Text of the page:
I have the coordinates of an AM antenna array, and I would like to know how to obtain information on the FCC licensee, frequency, etc. It is a 3 tower array, and the coordinates of the center tower are: 39deg 27' 22.71"N, and 77deg 19' 25.17"W. This is in the Mt. Pleasant community in Frederick County, Maryland. Is there a way to get the info I want from the FCC website? Thank you in advance for your help
Did you try this site?
It appears from radio-locator.com
the station you are looking for is WDMV-AM
Info is available at the above link
Having a problem or otherwise being impacted by that facility/station?
Have you approached them to discuss your problem (presuming you have one)
Several years ago I updated the antenna POI using data pulled from the FCC database. It is a convoluted process as the AM, FM and TV station databases are different and building a workable POI is a mess. I should really go the process again and generate a new POI for this site. Will probably take me a few hours to review what I did to create the current ones in the first place.
However, other than callsigns, it is very rare for a transmitter to actually move. AM sites, often taking up a lot of real estate with their arrays, tend to stay in the same place for decades. FM stations move a bit easier.
It’s hard to tell what the OP’s problem is with the AM transmitter. I’m guessing its RF interference of some sort. I know from experience that living in close proximity to an AM radio station can cause many issues, most of which are not the fault of the broadcaster.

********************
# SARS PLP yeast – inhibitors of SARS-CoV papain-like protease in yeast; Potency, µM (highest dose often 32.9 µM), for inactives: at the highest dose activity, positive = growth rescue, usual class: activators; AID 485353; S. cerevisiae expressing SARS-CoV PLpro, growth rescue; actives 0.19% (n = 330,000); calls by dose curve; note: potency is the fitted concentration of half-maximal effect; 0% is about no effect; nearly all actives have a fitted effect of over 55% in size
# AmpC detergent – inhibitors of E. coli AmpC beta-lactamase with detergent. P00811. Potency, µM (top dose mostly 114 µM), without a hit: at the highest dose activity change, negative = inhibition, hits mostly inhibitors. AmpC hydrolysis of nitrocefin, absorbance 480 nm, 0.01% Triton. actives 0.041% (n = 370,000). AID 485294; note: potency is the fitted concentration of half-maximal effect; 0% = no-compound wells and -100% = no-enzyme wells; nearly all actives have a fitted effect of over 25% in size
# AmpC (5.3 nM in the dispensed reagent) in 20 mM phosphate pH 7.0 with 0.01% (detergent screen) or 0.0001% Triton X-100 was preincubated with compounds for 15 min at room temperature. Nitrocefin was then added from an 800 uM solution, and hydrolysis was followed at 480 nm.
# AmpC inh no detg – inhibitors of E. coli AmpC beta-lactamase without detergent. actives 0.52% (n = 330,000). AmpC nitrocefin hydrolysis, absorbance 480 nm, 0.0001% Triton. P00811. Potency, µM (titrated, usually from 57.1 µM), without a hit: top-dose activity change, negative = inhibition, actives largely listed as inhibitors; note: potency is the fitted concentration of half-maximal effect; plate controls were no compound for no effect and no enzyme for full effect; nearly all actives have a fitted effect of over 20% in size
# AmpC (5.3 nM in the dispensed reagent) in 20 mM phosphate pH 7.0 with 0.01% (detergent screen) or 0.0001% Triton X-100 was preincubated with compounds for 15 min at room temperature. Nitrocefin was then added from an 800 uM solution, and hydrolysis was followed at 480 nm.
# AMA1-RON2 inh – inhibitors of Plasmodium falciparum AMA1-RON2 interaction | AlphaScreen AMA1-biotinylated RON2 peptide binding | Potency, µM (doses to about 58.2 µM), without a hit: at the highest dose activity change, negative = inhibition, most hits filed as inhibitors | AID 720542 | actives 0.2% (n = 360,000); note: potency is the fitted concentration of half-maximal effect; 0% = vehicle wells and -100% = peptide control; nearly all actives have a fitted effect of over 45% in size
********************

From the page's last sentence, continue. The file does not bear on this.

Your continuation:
Although a bit technical, this site helped a great deal with my problems:
I tend to agree with your assessment the problem, should there be one isn't likely the stations fault.
Most station operators, commercial or amateur are usually very willing to help, recommend and in some cases diag a problem for / with someone being impacted.
Usually cheaper than having to respond to the FCC because of s formal interference complaint.
Back in the 1970's, my grandparents lived in Ridgewood, Queens, NYC, not far from what was then WQXR on 1560kHz running 50,000 watts. For the longest time, their telephone received the station. They did not mind too much because it was classical music. Eventually the phone company fixed it and that lasted for several years. Then the phone company did some line work on the building and the station was back on her phone. They never bothered to have it fixed after that.
Generally, correcting interference from a radio station is the responsibility of the device's owner UNLESS the station is not operating legally (transmitter out of spec for example). Many stations will give you advice and point you to service people who can help but none, unless they are legally stupid, will attempt the fix themselves. I am an amateur radio operator and we are reminded not to attempt to fix a neighbors problematic device as we could be held legally responsible if we damage it (such as putting filter capacitors on the speaker outputs of a modern amplifier - NOT GOOD!). If we are operating legally and a technically compliant station, then the onus is on the owner of the equipment.
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